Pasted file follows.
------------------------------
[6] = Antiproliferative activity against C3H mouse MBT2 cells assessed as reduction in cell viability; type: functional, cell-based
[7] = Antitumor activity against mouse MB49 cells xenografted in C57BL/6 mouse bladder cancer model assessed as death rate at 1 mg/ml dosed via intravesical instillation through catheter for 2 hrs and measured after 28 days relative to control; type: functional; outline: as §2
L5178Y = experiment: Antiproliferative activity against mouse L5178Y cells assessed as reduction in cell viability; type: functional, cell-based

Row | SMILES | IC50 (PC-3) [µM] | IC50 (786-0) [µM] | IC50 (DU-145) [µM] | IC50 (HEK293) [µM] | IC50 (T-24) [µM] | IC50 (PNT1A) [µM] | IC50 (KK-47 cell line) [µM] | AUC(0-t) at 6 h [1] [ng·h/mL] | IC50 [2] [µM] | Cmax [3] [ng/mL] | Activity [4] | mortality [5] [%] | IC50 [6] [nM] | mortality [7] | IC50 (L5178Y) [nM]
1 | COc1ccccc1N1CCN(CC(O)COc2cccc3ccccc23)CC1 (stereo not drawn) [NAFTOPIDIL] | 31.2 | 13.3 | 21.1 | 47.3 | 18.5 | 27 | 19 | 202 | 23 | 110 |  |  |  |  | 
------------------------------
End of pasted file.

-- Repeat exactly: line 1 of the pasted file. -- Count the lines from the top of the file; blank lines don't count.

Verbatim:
[6] = Antiproliferative activity against C3H mouse MBT2 cells assessed as reduction in cell viability; type: functional, cell-based